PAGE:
Bishop Sycamore Players Discuss Issues with Roy Johnson, Football Program

Paul KasabianFeatured Columnist IISeptember 1, 2021

Shown is a bag of footballs before a preseason NFL football game between the Philadelphia Eagles and the Pittsburgh Steelers Thursday, Aug. 12, 2021, in Philadelphia. (AP Photo/Matt Slocum)
AP Photo/Matt Slocum

The saga of Bishop Sycamore High School has continued with two players speaking with Zion Olojede of Complex about the program's allegedly deplorable conditions and atmosphere.

The two players, who remained anonymous, spoke about numerous topics that included broken promises, lies, team fighting, lack of preparation, apartment evictions, poor or no medical assistance and malnourishment when they played for the team in 2020.

They also said that 20- to 21-year-old players were on the high school team, which was led by head coach Roy Johnson, who has since been fired.

"He's a liar. He's a thief. Probably the worst things," Player 2 said of Johnson.

When asked what the worst thing was that Johnson had done, Player 1 said the following:

"I think it's selling false dreams. Like telling your players you're gonna have X, Y, Z, we're gonna fund this and that, and not having any of that provided for your kids. I don't know what program the schooling is with, but not making sure your kids are getting the proper education. It's cool to check in every once in a while to see how your kids are in school. We didn't even start till three months after the fact. So I'd say school, selling false dreams, and funding. I think that's the concept of lying, selling false dreams."

There were far more than broken promises on the list of alleged transgressions, with the food situation among them.

"Worse than prison food. I wouldn't feed it to my dog. I'll tell you this: They'll feed us tuna salad Sunday, then try to put it on a sandwich and give it to us on Wednesday," Player 2 said.

Personal health was a significant issue, especially for Player 1, who said he had to gut through the season hurt:

"One other point I want to touch on: it's important for our safety, right? You should feel like your players are safe. The problem we had was we didn't have any athletic trainers. I got hurt early in the season and I ended up playing hurt the majority of the season because we didn't have any athletic trainers. It was like go outside, go get help with one of the assistant coaches in the pool or something. Even if we were playing back-to-back games, there's no time to recover from those games because we don't have any trainers."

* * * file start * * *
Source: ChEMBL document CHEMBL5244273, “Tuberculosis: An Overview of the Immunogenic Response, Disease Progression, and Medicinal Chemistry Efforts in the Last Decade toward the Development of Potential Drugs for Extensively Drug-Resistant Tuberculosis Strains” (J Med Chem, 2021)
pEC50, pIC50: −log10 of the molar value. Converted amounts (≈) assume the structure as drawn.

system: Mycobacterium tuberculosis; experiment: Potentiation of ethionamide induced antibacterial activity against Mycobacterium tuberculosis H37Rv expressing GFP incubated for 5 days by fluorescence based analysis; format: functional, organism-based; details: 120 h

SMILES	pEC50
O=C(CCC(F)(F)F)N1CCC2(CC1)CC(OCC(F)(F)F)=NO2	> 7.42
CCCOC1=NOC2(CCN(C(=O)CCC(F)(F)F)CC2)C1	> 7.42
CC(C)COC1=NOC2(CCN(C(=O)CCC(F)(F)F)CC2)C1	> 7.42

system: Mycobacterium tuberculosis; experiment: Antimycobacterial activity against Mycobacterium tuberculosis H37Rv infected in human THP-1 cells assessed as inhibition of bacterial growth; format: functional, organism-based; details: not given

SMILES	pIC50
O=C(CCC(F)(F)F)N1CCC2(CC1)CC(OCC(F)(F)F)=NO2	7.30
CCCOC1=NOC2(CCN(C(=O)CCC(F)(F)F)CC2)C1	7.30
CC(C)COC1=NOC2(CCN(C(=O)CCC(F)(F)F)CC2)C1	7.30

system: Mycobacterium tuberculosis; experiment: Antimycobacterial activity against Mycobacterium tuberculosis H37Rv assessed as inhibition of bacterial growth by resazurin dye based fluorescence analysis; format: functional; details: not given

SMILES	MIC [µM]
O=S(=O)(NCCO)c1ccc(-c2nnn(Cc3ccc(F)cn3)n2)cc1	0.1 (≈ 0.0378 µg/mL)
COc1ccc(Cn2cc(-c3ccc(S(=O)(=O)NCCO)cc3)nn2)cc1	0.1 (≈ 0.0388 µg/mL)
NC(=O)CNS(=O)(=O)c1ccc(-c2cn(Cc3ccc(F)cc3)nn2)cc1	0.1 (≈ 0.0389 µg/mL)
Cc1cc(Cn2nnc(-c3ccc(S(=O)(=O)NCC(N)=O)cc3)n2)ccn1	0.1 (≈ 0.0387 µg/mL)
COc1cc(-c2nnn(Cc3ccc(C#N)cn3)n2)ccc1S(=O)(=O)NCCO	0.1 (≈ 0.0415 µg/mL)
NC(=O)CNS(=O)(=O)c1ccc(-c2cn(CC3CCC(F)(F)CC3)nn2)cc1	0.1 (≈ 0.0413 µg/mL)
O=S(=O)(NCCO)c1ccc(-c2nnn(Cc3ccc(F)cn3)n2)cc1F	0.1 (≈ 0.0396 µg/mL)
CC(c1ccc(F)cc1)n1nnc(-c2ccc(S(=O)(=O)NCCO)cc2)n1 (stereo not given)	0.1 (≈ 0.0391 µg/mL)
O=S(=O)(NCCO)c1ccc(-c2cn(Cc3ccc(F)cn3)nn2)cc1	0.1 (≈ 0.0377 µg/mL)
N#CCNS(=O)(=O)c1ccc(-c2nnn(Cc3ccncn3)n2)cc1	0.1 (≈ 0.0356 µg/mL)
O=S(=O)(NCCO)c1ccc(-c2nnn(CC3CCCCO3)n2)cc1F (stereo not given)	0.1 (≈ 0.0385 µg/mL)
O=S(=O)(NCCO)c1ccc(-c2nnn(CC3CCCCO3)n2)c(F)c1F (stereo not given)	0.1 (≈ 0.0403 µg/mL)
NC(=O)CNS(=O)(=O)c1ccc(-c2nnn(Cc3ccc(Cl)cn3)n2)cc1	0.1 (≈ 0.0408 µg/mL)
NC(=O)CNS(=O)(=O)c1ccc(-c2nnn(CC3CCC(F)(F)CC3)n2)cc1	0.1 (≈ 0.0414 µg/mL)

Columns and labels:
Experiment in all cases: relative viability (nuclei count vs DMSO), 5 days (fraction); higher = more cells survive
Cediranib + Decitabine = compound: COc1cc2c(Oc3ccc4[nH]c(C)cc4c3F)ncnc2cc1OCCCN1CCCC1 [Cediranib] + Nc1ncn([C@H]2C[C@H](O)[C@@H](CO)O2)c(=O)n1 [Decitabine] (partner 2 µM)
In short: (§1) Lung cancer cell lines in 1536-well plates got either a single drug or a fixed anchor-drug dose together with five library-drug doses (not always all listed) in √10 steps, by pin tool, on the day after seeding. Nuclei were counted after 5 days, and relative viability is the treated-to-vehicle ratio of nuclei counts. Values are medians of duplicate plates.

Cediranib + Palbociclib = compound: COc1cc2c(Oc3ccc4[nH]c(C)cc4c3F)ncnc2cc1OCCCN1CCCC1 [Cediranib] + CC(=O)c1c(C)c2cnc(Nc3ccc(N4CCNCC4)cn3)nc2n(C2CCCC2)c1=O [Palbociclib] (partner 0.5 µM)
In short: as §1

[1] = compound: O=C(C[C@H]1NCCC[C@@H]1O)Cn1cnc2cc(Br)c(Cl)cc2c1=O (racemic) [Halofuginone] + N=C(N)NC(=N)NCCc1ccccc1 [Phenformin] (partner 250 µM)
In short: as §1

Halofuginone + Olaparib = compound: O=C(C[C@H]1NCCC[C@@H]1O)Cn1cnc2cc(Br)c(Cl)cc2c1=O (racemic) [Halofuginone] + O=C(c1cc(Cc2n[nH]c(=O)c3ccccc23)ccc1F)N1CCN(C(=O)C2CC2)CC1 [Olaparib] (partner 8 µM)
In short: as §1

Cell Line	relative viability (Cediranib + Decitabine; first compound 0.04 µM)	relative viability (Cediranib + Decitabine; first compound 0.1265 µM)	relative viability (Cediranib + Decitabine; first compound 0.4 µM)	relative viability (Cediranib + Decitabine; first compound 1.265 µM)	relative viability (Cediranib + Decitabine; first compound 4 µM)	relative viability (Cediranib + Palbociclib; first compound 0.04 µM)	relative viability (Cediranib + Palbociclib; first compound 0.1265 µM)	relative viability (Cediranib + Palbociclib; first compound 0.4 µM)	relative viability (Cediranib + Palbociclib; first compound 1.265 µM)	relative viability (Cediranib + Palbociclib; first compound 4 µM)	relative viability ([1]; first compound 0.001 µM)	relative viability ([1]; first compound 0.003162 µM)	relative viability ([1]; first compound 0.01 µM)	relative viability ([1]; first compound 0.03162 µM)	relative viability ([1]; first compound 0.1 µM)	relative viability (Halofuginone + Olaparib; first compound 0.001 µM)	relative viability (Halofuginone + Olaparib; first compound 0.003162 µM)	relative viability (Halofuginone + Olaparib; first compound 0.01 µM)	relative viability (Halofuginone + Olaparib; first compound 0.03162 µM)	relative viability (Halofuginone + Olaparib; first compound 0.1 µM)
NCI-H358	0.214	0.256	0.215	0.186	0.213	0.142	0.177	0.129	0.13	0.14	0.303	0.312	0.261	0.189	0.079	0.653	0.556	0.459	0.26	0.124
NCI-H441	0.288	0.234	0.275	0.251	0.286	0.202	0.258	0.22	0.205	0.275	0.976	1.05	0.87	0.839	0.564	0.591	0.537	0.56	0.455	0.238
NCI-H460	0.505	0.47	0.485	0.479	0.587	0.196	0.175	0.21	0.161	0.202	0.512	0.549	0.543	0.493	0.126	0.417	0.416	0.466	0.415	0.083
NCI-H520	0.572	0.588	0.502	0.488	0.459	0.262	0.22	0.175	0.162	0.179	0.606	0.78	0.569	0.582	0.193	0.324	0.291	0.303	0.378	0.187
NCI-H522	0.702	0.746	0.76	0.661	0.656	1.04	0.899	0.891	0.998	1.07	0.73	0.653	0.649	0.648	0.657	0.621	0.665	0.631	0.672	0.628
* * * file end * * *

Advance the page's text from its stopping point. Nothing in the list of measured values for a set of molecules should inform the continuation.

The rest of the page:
The players also mentioned an incident where an unhoused man allegedly tried to steal Johnson's car. The man was caught in the act, and Johnson allegedly authorized his players to beat the man up.

"Yeah, they ganged up on him," Player 1 said. "I would’ve understood if he handled it himself, but the players were beating on the homeless man. I wasn't a part of it. The whole practice was cancelled because the homeless man got beat up."

Bishop Sycamore received notoriety after losing to IMG Academy 58-0 in a nationally televised game on ESPN. Questions soon emerged about the online-only charter school, including whether ESPN was duped into believing that the school had top-level recruits.

Anish Shroff of ESPN, who called play-by-play, provided these remarks with IMG up 30-0 in the second quarter (h/t Andrew Bucholtz of Awful Announcing):

"Bishop Sycamore told us they had a number of Division I prospects on their roster, and to be frank, a lot of that, we could not verify. They did not show up in our database, they did not show up in the databases of other recruiting services. So, OK, that's what you're telling us, fine, that's how we take it in. From what we've seen so far, this is not a fair fight, and there's got to be a point where you're worried about health and safety."

Chris Cwik of Yahoo Sports did a complete rundown of the situation, including the fact that Bishop Sycamore may not be a school at all:

"The website makes no mention of classes or teachers or alumni or...pretty much anything you might expect from a real high school website.
"Additionally, Bishop Sycamore was not listed as a charter school for 2021-22 by the Ohio Department of Education, according to USA Today Sports. It was listed as a 'non-chartered, non-tax supported school' last year by the Ohio Department of Education. The school chose to be non-chartered due to 'truly held religious beliefs.'"

Ohio Gov. Mike DeWine announced on Twitter on Tuesday that the state's department of education would "conduct an investigation into Bishop Sycamore to ensure compliance with Ohio law and to ensure the school is providing the educational opportunities Ohio students deserve."